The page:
Miwa Komatsu Solo Exhibition
—Dreams and challenges of a painter, Miwa Komatsu—
Mimaki was asked by an exhibition organizer and Ms. Miwa Komatsu to create a replica painting of "Shin-Fudoki"* using a Mimaki inkjet printer. Since the "Shin-Fudoki" has been dedicated to Izumo-taisha*, an original painting was unobtainable.
Fudoki: Name of an ancient report that was submitted to the central government from each regional office.
Izumo-taisha: The most ancient and important shrine in Japan.
●Exhibit: Miwa Komatsu Solo Exhibition—Dreams and challenges of a painter, Miwa Komatsu—
●Dates: December 6, 2014 to January 12, 2015 Closed on Tuesday
●Time: 9:00 to 17:00
●Venue: Ueda city art museum
15-15 Tenjin, 3 Chome, Ueda, Nagano, Japan
To create a perfect replica print, Mimaki focused on achieving two major challenges:
■ Faithful color reproduction
■ Representing her painting style delicately and dynamically
IMS: Intelligent Microstepping System
MAPS II: Mimaki Advanced Pass System II
Ms. Komatsu examined the replica and was satisfied with the print results.
Since the replica met her high requirements, she ordered two more replica paintings for her upcoming exhibitions.
Born in Nagano, Japan, in 1984.
She displays her artistic talent in a wide range of genres including copperplate engraving, painting, Kimono design, and porcelain painting. Her artworks have unique aesthetics and move a viewer's emotions.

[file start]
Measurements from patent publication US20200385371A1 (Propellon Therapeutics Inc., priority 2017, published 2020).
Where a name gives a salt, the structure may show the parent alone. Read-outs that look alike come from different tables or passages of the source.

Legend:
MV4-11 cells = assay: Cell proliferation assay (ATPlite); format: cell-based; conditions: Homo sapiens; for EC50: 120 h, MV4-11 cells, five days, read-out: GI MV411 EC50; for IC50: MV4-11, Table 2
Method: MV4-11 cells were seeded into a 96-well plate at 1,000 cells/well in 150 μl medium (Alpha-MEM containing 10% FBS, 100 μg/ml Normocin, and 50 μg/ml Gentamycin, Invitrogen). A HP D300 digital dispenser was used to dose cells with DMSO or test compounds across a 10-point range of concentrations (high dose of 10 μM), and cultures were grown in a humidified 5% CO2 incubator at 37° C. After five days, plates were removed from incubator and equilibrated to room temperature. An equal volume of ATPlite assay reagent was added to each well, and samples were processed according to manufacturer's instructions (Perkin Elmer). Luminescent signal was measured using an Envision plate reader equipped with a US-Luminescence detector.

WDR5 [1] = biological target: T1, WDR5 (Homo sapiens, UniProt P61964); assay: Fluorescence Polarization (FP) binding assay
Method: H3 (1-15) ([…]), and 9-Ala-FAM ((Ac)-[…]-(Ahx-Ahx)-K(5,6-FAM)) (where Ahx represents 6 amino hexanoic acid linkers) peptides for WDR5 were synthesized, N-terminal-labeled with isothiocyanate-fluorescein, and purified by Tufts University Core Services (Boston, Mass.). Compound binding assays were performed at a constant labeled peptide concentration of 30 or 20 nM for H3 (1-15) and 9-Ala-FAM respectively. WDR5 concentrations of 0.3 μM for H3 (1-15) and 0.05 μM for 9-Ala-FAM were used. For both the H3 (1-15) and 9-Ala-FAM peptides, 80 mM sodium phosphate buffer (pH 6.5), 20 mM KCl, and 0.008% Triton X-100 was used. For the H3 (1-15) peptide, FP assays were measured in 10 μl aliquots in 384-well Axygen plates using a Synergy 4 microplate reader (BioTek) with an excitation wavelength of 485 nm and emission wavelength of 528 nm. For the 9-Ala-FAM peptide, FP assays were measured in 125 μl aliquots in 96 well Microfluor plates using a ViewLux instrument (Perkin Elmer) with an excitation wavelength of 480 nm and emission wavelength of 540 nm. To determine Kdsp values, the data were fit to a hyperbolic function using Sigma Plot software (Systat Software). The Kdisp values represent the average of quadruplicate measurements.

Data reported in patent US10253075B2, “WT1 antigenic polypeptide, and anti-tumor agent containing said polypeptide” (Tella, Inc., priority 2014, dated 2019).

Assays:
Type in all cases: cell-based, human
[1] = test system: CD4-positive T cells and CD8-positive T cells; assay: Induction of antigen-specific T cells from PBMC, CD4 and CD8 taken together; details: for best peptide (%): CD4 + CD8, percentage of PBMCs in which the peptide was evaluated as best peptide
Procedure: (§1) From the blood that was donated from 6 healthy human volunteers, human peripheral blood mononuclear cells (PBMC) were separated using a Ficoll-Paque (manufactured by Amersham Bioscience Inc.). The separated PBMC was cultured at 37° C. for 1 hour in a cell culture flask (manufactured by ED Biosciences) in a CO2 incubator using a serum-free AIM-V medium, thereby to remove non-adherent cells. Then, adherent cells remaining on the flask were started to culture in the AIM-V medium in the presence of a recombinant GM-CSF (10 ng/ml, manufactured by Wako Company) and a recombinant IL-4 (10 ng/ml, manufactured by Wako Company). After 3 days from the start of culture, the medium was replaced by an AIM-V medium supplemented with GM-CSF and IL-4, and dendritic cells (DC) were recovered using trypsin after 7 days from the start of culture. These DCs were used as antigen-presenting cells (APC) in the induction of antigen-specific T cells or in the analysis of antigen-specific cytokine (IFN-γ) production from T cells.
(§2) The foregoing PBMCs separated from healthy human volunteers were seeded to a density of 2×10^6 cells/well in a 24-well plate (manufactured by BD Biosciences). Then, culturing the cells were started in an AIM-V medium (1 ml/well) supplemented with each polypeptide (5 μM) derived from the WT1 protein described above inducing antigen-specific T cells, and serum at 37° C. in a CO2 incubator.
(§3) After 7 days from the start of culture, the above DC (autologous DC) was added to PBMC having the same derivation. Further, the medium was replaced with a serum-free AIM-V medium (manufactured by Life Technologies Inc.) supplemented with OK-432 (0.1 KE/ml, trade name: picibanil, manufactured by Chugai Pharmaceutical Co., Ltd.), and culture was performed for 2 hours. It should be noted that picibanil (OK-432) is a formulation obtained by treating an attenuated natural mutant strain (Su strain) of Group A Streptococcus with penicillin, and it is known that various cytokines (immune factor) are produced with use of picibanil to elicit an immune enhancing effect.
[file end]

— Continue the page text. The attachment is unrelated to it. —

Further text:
>> Miwa Komatsu | Official website
"Shin-Fudoki" was dedicated to Izumo-taisha by Ms. Komatsu on May 11, 2014.
She formally visited "Kamiari-sai" held at Izumo-taisha in November 2013, and gained strong inspiration from this event. After visiting Izumo-taisha, she offered to dedicate her painting to the shrine. The shrine administration accepted her proposal. She stayed in Izumo and created a painting for over a month. During her stay in Izumo, she was exposed to local cultures through reading Japanese ancient stories, "Kojiki" and "Fudoki," and visiting many shrines. Those experiences made her think about the universe.
A star shaped diamond is placed in the center of the painting. Additionally, one can see the universe and a blazing fetus who has a spirit of reconciliation in an eye.
When the painting was dedicated to the shrine, the diamond emitted a light when Shinto prayers were started. At that time, there was neither a window nor a light source; however, several people saw the light. It was the moment when the universe and the painting were linked at a sacred place, Izumo.
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